Former Congressman Relates Life of Drinking, Gay Sex in New Book
WASHINGTON (AP) _ Robert Bauman, the former Maryland congressman, says he was introduced to homosexual sex as a teen-age page on Capitol Hill, and spent the next 25 years leading a secret, sordid life of gay encounters and heavy drinking.
″Why did I do it?″ Bauman writes in his forthcoming book. ″In many ways I was driven by a force over which I seemed to have little control. I was willing to risk my marriage, my wife, my children, even life itself.″
Bauman, 49, was the darling of the conservatives and an acknowledged parliamentary wizard in the House until his defeat in 1980, a month after he was accused of soliciting sex from a 16-year-old boy. The charges were dropped after Bauman underwent counseling for alcoholism.
Excerpts of Bauman’s book, ″The Gentleman from Maryland,″ due out in August, are published in the July issue of The Washingtonian magazine. Bauman now works as an attorney in the nation’s capital, but says he has had difficulty attracting clients and he wrote the book for money.
Bauman’s book paints a picture of a man tormented by his sexual ambivalence, wracked by shame, remorse and guilt and desperately avoiding self-examination by plunging into the whirlwind of politics.
″My homosexual encounters were an aberration that plagued me, but I would overcome this by sheer force of will,″ Bauman wrote, adding that long after he was exposed ″I was still fighting″ accepting his homosexuality. ″And to some extent, I still am.″
Most of the time, Bauman said he felt a gnawing loneliness and an ″inner powerlessness that I tried to abate by control, manipulation, domination and coercion of those around me.″
His feeling of inadequacy was temporarily relieved by having sex with a ″handsome, well-built man″ - the ″conquest over someone I deemed to be more perfect and attractive that I was - all this produced exhilaration.″
He said his first homosexual experience occurred when he was a page in the early 1950s; he rented a room near a homosexual boarding house and had brief flings with men who frequented the place, including local toughs, congressional employees and college students.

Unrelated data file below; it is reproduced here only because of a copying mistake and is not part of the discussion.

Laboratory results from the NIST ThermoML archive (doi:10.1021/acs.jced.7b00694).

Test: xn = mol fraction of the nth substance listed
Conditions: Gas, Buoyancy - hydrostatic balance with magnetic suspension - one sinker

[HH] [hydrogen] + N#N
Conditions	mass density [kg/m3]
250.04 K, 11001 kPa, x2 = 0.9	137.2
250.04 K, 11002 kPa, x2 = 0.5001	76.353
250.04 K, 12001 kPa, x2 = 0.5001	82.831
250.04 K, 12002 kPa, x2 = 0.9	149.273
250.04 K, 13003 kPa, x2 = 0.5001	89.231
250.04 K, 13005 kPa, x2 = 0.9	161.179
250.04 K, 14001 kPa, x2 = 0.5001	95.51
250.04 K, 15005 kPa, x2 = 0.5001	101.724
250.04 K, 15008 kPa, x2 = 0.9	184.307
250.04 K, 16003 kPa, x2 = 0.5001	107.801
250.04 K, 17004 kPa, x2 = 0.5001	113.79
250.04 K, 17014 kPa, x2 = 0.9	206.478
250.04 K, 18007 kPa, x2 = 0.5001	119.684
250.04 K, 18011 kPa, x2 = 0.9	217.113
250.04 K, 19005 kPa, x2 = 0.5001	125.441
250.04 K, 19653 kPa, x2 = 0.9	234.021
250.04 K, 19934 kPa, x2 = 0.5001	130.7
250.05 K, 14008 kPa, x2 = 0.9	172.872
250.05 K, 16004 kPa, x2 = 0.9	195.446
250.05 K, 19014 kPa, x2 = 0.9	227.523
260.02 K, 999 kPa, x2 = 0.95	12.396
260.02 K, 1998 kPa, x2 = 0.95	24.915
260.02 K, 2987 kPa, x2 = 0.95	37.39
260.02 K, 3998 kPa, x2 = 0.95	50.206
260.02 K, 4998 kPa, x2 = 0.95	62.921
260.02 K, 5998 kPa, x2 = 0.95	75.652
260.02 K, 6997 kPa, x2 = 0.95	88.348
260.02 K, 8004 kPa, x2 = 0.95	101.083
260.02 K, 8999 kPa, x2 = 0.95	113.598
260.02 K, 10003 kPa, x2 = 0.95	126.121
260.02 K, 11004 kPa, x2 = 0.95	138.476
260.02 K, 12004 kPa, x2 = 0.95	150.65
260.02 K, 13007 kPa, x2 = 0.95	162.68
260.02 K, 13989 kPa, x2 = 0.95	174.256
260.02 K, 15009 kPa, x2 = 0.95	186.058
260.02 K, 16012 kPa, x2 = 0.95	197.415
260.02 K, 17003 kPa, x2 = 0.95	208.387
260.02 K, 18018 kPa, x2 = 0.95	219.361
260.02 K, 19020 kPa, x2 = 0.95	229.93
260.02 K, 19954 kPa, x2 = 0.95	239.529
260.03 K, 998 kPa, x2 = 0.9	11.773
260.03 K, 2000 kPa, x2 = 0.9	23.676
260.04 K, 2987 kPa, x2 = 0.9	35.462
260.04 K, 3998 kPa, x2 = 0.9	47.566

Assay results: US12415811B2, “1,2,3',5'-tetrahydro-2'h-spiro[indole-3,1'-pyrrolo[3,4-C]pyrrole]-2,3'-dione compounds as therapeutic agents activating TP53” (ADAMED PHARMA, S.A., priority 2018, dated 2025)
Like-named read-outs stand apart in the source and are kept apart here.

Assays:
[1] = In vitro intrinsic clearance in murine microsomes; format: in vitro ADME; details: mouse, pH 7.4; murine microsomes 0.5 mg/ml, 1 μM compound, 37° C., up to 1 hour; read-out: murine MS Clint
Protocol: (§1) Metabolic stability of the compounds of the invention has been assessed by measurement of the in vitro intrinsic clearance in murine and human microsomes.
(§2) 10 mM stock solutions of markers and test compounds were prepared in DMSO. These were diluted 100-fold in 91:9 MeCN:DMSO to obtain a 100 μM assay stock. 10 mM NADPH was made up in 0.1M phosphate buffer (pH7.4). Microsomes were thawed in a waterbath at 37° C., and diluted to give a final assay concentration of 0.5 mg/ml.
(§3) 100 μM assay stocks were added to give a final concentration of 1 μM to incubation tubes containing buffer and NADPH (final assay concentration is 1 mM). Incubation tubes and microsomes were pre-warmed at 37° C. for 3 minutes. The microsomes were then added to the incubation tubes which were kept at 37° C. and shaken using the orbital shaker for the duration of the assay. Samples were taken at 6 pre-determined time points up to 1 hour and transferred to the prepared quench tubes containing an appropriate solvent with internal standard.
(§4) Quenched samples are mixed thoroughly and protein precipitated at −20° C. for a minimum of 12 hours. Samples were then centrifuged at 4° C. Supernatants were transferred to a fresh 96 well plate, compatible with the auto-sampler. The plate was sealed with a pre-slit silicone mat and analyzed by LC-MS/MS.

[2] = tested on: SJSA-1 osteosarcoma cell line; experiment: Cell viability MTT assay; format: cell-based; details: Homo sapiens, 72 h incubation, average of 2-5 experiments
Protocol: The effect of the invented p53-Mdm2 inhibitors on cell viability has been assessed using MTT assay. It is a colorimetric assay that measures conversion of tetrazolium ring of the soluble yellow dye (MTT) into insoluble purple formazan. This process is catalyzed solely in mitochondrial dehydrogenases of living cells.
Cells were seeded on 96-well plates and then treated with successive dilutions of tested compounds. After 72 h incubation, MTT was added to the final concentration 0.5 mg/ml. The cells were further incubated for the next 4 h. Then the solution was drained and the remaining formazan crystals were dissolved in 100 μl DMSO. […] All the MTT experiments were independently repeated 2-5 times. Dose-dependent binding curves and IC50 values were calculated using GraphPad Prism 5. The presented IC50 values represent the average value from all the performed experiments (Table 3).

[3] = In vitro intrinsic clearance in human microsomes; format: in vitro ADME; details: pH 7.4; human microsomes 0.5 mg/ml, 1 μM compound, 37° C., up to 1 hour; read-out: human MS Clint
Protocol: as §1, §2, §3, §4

In college, Bauman met his future wife, Carol Dawson. At first, they had a relatively normal married life, and Dawson, now acting chairman of the Consumer Product Safety Commission, bore Bauman four children before the marriage was annulled in 1982.
Still, Bauman said, the marriage was fraught with tensions caused by his deceit.
Bauman said his secret life was dangerous. Once he picked up a hitchhiker and drove him to the American Conservative Union because the man had no place to go. There, the stranger ″became a snarling animal with a switchblade″ who demanded money. Bauman, former ACU chairman, got out of the situation by driving to a hotel, running inside and calling the police.
Another time, he was beat up by two assailants he’d picked up and driven to a spot near the Anacostia River next to the Naval Air Station.
The son of an alcoholic, Bauman said drinking, which he started after graduating from law school in 1964, loosened his inhibitions and contributed to his promiscuity.
″The drinking gave me the ‘courage’ to relax the moral and philosophical strictures by which I was said to live, by which I said others must live.″ During his career, Bauman told constituents that homosexuals ″are in need of treatment and cure,″ and backed the conservative domestic agenda.
But alcohol blotted out his public views. ″Some nights I would cruise by the ‘meat rack’ on New York Avenue. ... There I would be, driving my big blue Mercury bearing license plates with the Maryland state seal and the legend ‘Member of Congress 1.’ My head throbbing from alcohol, I would edge up to the curb, nod my head, and a young man would jump in.″
The police, Bauman later learned, were watching the area as part of a crackdown on the sex exploitation of juveniles. The FBI learned of Bauman’s activities through surveillance and the use of informers.
Today, Bauman regularly attends group sessions for alcoholics, and he has not had a drink since 1980. He also sought counseling to deal with his homosexuality.
Bauman said he feels frustrated that he is not using his talents in the public or private arena.
″The closets of Washington are full of gay Republicans and gay conservatives. Many of them serve in high Reagan administration posts, some in the White House,″ he said.
″That has made my treatment at the hands of some in the conservative movement all the more hurtful,″ he said.
As for his future, Bauman said he still thinks about politics, but, ″I don’t have any plans for getting back into serious politics. And I doubt there will be any drafts.″